Southwest Florida’s economy has steadily improved throughout the summer after shutdowns, and record-high unemployment took a toll on our community. Although the future is uncertain, we see visible signs of hope in our local economy.
The unemployment rate in Southwest Florida fell drastically since the height of job losses just a few months ago. After a strong period of record-low unemployment in 2019 and early 2020, unemployment hit a high of 15.5% in April. However, unemployment was cut nearly in half, to 8.8% in June, marking a trend that will hopefully continue in the right direction. This rate is noticeably lower than the overall unemployment rate in Florida (10.3% in June) and in the United States (11.1% in June).
Although 8.8% unemployment is nothing to celebrate, it indicates that there has been a rebound in progress. While the effects of local shutdowns continue to impact many local businesses, consumers continue to spend their money.
Taxable sales in Southwest Florida totaled $2.23 billion in May, an increase of 46% from the previous month. While this total is down 9% versus last year, this is still strong considering the magnitude of shutdowns and unemployment.
Tourism seems to be trending positively, as well. Although airport activity is down 37% year-to-date compared to 2019, we saw a month-to-month increase of 56% from May to June. Additionally, tourist tax revenue was down 65% compared to May 2019, but we saw an increase of 151% from April to May of this year. These numbers indicate that people are returning to our community, and we hope that this continues in the right direction.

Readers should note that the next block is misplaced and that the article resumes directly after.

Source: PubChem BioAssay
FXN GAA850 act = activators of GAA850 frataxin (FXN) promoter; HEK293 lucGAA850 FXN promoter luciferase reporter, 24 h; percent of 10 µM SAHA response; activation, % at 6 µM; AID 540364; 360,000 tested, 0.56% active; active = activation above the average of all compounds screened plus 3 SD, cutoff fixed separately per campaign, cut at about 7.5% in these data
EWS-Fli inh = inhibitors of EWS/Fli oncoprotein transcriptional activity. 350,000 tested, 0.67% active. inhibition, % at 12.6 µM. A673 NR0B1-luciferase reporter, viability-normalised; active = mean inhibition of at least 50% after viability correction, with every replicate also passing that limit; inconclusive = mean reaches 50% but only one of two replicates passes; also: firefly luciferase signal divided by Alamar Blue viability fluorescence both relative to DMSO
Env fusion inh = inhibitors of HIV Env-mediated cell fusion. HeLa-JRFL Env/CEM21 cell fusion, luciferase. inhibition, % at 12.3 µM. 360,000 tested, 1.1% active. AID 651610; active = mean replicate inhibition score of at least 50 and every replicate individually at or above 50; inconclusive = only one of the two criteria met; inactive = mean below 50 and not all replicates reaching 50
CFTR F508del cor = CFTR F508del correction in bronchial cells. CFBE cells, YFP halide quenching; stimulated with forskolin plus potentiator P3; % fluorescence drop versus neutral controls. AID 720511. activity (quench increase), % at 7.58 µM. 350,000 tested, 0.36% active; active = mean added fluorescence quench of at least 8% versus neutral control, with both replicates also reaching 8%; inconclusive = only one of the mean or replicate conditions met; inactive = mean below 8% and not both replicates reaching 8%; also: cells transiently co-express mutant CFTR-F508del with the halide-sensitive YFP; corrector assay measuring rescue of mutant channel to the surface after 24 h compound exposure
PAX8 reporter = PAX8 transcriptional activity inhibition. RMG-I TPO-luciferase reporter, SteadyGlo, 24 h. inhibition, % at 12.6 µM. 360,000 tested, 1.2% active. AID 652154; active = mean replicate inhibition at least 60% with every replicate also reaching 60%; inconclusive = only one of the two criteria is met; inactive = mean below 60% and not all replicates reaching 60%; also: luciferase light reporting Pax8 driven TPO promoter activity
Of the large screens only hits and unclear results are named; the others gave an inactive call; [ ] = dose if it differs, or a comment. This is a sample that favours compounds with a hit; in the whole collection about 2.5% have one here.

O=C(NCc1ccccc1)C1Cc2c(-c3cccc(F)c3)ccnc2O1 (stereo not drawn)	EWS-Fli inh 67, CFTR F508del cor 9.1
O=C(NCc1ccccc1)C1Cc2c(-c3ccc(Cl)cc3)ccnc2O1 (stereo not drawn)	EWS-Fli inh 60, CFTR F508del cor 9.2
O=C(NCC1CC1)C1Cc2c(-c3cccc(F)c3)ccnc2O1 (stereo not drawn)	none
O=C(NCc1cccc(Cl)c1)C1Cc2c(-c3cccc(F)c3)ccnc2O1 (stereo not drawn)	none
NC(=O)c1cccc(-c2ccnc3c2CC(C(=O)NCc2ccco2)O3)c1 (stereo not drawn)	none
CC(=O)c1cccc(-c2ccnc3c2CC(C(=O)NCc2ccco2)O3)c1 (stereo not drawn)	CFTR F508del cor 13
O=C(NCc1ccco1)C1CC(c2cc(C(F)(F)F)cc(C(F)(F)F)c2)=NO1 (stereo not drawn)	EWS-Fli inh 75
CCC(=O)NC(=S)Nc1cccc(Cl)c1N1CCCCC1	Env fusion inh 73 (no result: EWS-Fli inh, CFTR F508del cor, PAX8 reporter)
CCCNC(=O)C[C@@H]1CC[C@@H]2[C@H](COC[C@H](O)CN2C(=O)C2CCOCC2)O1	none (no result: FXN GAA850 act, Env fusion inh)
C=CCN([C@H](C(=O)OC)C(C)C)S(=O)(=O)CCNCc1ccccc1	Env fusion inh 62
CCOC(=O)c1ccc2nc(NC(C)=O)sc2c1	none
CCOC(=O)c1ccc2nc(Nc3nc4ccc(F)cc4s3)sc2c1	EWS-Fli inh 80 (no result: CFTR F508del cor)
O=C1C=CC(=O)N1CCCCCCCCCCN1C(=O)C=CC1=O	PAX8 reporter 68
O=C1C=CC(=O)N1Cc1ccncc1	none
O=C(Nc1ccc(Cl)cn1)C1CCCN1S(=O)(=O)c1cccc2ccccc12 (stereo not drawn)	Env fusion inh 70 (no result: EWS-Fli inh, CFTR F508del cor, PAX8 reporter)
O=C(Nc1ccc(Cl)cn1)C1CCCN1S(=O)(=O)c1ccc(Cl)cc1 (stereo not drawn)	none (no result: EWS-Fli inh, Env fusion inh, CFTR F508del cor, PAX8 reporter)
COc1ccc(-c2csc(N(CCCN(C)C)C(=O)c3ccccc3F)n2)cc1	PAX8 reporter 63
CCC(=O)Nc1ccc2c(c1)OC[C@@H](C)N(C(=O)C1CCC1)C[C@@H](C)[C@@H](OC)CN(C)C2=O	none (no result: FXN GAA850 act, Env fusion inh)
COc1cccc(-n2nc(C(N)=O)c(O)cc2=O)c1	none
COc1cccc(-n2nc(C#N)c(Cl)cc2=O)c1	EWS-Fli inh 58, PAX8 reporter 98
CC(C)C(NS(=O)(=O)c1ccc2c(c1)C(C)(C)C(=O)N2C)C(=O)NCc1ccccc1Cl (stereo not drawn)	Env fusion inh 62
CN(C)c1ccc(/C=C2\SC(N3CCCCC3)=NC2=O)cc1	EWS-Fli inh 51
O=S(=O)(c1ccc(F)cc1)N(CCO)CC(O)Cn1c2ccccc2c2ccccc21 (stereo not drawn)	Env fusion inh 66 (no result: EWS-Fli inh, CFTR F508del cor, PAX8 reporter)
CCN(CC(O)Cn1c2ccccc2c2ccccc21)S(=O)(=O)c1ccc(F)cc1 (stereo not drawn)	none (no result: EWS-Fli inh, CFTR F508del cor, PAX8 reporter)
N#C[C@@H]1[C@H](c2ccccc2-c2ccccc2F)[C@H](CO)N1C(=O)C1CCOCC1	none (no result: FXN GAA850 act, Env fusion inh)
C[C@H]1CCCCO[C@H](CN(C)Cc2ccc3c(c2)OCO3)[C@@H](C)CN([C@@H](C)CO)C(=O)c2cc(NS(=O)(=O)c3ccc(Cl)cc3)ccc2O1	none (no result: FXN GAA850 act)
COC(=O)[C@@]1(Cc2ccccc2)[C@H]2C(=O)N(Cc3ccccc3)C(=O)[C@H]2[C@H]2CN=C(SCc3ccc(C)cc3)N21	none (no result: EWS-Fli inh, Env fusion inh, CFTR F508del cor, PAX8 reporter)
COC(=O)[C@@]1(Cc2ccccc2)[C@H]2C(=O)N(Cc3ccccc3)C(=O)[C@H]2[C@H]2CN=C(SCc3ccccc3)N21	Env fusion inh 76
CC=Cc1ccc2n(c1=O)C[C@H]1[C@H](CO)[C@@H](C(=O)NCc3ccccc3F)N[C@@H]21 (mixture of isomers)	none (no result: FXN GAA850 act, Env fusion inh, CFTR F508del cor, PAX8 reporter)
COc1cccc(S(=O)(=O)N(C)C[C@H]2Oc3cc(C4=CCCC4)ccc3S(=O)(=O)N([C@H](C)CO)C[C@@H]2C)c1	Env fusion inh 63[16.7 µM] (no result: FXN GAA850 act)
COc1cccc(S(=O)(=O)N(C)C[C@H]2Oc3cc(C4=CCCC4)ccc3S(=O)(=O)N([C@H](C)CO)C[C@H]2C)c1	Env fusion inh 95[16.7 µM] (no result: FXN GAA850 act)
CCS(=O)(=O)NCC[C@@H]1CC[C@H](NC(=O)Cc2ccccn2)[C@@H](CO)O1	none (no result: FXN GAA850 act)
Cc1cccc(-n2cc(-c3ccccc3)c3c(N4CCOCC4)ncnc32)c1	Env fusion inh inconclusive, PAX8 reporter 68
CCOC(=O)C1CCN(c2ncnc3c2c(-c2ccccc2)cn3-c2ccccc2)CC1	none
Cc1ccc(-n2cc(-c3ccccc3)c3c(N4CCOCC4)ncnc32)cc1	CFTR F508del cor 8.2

Real estate is another important factor that shows signs of optimism in our community. In Collier, Lee, and Charlotte counties, single-family home sales slightly increased from 2,168 in June 2019 to 2,210 in June 2020. Although May sales dropped to 1,590, we saw a strong rebound in June. Median sale prices and building permits also increased from last year, as well.
Overall, our community seems positioned to rebound and continue its unprecedented growth. As restaurants, retailers, tourist spots, and other businesses reopen full-time operations, the local economy must continue to add jobs throughout our region. We will continue to provide you with important insights that directly impact our community as we navigate our way through the economic challenges ahead.
Florida Gulf Coast University, Southwest Florida Regional Economic Indicators
Florida Department of Economic Opportunity, Seasonally Adjusted Unemployment Rates